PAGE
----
House approves Farm Bill with food assistance cuts: How the Iowans voted

The U.S. House approved a five-year farm bill on June 21 by 213 votes to 211, with support from Iowa GOP Representatives Rod Blum (IA-01), David Young (IA-03), and Steve King (IA-04). Every Democrat present, including Representative Dave Loebsack (IA-02), voted against the bill, as did 20 Republicans (roll call).

A conservative bloc had voted down the same legislation in May, seeking to force House Speaker Paul Ryan to schedule a vote on an immigration bill drafted by Robert Goodlatte. The tactic worked, in the sense that House leaders brought Goodlatte’s bill to the floor shortly before the farm bill. However, the immigration measure lacked the votes to pass the chamber.

According to Politico’s Catherine Boudreau, the legislation was “the first farm bill to pass either chamber with only one-party support,” because “Democrats revolted over its proposed changes to the Supplemental Nutrition Assistance Program, more commonly known as food stamps.”

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Hardline House immigration bill fails: How the Iowans voted

U.S. House members rejected by 231 votes to 193 one of two immigration bills leaders had planned to bring to the floor on June 21. Judiciary Committee Chair Robert Goodlatte’s legislation “had not been expected to pass, but conservatives had sought a vote on it anyway,” Thomas Kaplan and Nicholas Fandos reported for the New York Times.

The Goodlatte bill would have sharply reduced legal immigration while beefing up border security, cracking down on so-called sanctuary cities and requiring employers to use a system called E-Verify to confirm that they are hiring legal workers. It would have offered a three-year renewable legal status to DACA recipients.

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Iowa political reaction to Trump's family separation policy

Editor’s note: Des Moines Democratic activist Robert Niederklopfer drew the cartoon posted above.

The crisis of some 2,300 children separated from their parents after crossing the southern border of the U.S. reached a tipping point this week. The “zero-tolerance policy” is two months old, but new images of kids locked in cages and heartbreaking sounds of children crying for their parents outraged millions of Americans.

A new national poll suggests voters oppose taking children away from their parents by a two to one margin. Thousands have called their members of Congress to demand action. Former acting Director of U.S. Immigration and Customs Enforcement during the Obama administration John Sandweg has warned that many of the separations will end up becoming permanent. Several “tender age” shelters are housing very young children, some unable to talk or remember their parents’ names.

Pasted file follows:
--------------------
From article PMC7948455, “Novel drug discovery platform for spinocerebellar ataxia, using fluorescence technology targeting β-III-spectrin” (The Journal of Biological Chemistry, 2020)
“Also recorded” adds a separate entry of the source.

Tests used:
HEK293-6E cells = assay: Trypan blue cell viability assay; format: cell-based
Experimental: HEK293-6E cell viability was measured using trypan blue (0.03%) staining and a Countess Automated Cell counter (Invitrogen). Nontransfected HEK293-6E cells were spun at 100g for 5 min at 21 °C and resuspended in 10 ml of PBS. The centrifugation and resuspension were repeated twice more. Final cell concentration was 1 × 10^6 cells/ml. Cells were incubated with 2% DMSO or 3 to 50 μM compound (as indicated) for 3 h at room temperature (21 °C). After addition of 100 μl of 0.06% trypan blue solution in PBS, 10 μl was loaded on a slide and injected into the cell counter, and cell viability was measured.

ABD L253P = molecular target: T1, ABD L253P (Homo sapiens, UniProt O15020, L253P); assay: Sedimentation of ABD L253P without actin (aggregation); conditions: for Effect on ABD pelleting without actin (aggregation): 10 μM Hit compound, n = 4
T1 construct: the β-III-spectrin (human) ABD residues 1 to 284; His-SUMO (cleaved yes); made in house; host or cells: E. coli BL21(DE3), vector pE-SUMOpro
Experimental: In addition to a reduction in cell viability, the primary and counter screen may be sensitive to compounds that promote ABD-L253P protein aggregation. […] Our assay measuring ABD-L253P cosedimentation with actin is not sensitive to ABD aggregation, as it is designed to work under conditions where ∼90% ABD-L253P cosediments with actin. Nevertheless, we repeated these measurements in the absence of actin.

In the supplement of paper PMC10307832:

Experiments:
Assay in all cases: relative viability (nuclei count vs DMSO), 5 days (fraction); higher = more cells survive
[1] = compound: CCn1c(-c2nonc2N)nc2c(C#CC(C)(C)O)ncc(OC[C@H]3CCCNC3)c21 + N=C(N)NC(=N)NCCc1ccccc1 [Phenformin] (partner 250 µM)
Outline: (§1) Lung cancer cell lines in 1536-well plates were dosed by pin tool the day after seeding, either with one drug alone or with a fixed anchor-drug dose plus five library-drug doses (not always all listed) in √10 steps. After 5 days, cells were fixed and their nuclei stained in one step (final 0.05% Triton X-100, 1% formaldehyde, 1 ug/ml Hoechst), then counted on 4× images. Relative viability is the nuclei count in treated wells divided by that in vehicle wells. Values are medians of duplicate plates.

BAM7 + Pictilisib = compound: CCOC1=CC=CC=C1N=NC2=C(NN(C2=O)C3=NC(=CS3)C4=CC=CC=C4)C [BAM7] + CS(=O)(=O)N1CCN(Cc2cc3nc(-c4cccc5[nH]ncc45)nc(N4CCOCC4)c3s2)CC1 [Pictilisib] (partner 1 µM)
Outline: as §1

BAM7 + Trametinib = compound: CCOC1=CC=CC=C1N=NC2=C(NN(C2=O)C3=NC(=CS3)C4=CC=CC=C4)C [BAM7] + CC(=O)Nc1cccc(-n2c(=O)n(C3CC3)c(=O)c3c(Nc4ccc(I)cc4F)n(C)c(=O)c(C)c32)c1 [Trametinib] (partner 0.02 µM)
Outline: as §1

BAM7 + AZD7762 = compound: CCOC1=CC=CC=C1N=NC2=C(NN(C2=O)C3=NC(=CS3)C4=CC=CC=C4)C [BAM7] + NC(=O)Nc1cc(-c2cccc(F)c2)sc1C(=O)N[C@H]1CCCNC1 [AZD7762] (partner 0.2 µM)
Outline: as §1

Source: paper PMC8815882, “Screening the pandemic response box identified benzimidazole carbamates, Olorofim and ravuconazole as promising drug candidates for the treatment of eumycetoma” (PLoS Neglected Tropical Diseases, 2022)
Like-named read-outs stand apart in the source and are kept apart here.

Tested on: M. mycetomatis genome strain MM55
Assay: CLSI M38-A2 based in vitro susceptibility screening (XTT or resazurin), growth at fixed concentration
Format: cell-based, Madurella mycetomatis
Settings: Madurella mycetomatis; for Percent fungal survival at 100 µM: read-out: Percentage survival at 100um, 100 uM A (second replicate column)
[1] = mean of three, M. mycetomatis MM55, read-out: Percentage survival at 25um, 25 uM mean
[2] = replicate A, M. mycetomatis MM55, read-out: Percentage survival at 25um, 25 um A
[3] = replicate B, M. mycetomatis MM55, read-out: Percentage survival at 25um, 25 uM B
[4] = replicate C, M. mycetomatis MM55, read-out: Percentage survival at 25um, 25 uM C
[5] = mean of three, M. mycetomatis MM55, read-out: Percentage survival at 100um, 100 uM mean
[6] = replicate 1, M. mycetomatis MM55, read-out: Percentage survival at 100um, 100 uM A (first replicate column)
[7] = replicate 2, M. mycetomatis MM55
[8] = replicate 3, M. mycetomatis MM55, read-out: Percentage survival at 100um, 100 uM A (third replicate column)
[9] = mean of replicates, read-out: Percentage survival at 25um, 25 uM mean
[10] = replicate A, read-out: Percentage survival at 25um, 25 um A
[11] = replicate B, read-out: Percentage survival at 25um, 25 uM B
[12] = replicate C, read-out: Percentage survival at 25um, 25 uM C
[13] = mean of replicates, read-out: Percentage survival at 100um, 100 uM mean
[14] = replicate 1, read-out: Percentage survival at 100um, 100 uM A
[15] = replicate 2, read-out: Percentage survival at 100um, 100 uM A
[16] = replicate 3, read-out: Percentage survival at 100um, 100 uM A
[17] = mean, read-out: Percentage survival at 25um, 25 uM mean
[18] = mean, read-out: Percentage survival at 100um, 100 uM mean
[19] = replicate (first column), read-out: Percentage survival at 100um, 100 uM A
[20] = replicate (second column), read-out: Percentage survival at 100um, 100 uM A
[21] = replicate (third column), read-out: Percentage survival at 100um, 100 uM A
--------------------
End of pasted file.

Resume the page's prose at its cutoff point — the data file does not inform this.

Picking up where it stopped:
I enclose below comments from leading Iowa politicians on the issue. Most predate the executive order Trump signed today, which will do nothing for families already separated and may not help new arrivals either.

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IA-03: David Young not defending Iowa's medical cannabis law

Carl Olsen is a longtime advocate for expanding access to medical cannabis in Iowa and maintains the Iowans for Medical Marijuana website. -promoted by desmoinesdem

Representative David Young is co-sponsoring federal legislation, the CARERS Act of 2017, H.R. 2920, that would interfere with Iowa’s Medical Cannabidiol Act of 2017, passed during the closing hours of last year’s legislative session.

And it’s not just Young. Representative Dave Loebsack, Iowa’s only Democrat in Congress, is also co-sponsoring the CARERS Act of 2017.  What is surprising to me as a Democrat is that the Republican representing the first district, Rod Blum, is actually the only Iowa member of Congress that understand federalism.  What I mean by “federalism” is that Blum is representing the people of the state of Iowa rather than federal interference with our new state medical marijuana law.

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